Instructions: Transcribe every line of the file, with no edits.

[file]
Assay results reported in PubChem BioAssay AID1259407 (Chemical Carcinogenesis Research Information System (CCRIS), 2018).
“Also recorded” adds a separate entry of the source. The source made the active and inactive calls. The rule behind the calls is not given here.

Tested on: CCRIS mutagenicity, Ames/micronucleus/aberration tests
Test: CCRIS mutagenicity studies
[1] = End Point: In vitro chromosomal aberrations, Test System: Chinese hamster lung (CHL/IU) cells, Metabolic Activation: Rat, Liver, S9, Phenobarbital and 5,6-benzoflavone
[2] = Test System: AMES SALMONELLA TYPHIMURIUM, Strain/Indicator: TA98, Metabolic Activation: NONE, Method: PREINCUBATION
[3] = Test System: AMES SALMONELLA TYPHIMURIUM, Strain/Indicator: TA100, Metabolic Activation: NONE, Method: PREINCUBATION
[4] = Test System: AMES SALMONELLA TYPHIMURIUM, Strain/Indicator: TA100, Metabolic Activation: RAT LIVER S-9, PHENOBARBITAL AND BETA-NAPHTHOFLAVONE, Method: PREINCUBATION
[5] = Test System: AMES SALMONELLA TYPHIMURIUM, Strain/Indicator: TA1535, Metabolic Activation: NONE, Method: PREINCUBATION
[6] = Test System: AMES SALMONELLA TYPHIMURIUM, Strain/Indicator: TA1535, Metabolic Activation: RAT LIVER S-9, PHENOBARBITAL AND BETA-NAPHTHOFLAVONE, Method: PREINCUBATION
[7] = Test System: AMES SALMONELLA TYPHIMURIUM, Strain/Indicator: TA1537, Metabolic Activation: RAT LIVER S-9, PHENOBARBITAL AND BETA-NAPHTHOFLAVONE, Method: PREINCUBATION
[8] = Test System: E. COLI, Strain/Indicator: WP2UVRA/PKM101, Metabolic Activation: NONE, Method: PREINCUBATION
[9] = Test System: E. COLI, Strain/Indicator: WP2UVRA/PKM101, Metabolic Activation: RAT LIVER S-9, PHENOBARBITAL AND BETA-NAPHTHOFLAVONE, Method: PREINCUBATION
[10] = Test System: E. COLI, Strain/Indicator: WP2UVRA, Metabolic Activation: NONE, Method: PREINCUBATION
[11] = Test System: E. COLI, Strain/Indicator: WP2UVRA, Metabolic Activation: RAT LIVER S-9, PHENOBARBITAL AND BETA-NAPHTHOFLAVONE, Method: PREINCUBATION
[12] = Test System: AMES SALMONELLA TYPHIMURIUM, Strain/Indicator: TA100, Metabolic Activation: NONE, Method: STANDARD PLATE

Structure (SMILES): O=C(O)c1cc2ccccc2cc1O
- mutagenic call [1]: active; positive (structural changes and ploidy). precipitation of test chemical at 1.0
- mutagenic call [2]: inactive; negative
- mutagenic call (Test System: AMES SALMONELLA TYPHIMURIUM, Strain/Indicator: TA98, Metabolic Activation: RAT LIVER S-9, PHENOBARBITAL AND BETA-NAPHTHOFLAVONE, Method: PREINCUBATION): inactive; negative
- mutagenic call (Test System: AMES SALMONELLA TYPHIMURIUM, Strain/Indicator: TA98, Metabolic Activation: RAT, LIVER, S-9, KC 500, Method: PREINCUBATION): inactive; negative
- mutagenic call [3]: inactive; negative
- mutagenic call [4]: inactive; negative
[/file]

Assay results reported in PubChem BioAssay AID1259407 (Chemical Carcinogenesis Research Information System (CCRIS), 2018).
“Also recorded” adds a separate entry of the source. The source made the active and inactive calls. The rule behind the calls is not given here.

Tested on: CCRIS mutagenicity, Ames/micronucleus/aberration tests
Test: CCRIS mutagenicity studies
[1] = End Point: In vitro chromosomal aberrations, Test System: Chinese hamster lung (CHL/IU) cells, Metabolic Activation: Rat, Liver, S9, Phenobarbital and 5,6-benzoflavone
[2] = Test System: AMES SALMONELLA TYPHIMURIUM, Strain/Indicator: TA98, Metabolic Activation: NONE, Method: PREINCUBATION
[3] = Test System: AMES SALMONELLA TYPHIMURIUM, Strain/Indicator: TA100, Metabolic Activation: NONE, Method: PREINCUBATION
[4] = Test System: AMES SALMONELLA TYPHIMURIUM, Strain/Indicator: TA100, Metabolic Activation: RAT LIVER S-9, PHENOBARBITAL AND BETA-NAPHTHOFLAVONE, Method: PREINCUBATION
[5] = Test System: AMES SALMONELLA TYPHIMURIUM, Strain/Indicator: TA1535, Metabolic Activation: NONE, Method: PREINCUBATION
[6] = Test System: AMES SALMONELLA TYPHIMURIUM, Strain/Indicator: TA1535, Metabolic Activation: RAT LIVER S-9, PHENOBARBITAL AND BETA-NAPHTHOFLAVONE, Method: PREINCUBATION
[7] = Test System: AMES SALMONELLA TYPHIMURIUM, Strain/Indicator: TA1537, Metabolic Activation: RAT LIVER S-9, PHENOBARBITAL AND BETA-NAPHTHOFLAVONE, Method: PREINCUBATION
[8] = Test System: E. COLI, Strain/Indicator: WP2UVRA/PKM101, Metabolic Activation: NONE, Method: PREINCUBATION
[9] = Test System: E. COLI, Strain/Indicator: WP2UVRA/PKM101, Metabolic Activation: RAT LIVER S-9, PHENOBARBITAL AND BETA-NAPHTHOFLAVONE, Method: PREINCUBATION
[10] = Test System: E. COLI, Strain/Indicator: WP2UVRA, Metabolic Activation: NONE, Method: PREINCUBATION
[11] = Test System: E. COLI, Strain/Indicator: WP2UVRA, Metabolic Activation: RAT LIVER S-9, PHENOBARBITAL AND BETA-NAPHTHOFLAVONE, Method: PREINCUBATION
[12] = Test System: AMES SALMONELLA TYPHIMURIUM, Strain/Indicator: TA100, Metabolic Activation: NONE, Method: STANDARD PLATE

Structure (SMILES): O=C(O)c1cc2ccccc2cc1O
- mutagenic call [1]: active; positive (structural changes and ploidy). precipitation of test chemical at 1.0
- mutagenic call [2]: inactive; negative
- mutagenic call (Test System: AMES SALMONELLA TYPHIMURIUM, Strain/Indicator: TA98, Metabolic Activation: RAT LIVER S-9, PHENOBARBITAL AND BETA-NAPHTHOFLAVONE, Method: PREINCUBATION): inactive; negative
- mutagenic call (Test System: AMES SALMONELLA TYPHIMURIUM, Strain/Indicator: TA98, Metabolic Activation: RAT, LIVER, S-9, KC 500, Method: PREINCUBATION): inactive; negative
- mutagenic call [3]: inactive; negative
- mutagenic call [4]: inactive; negative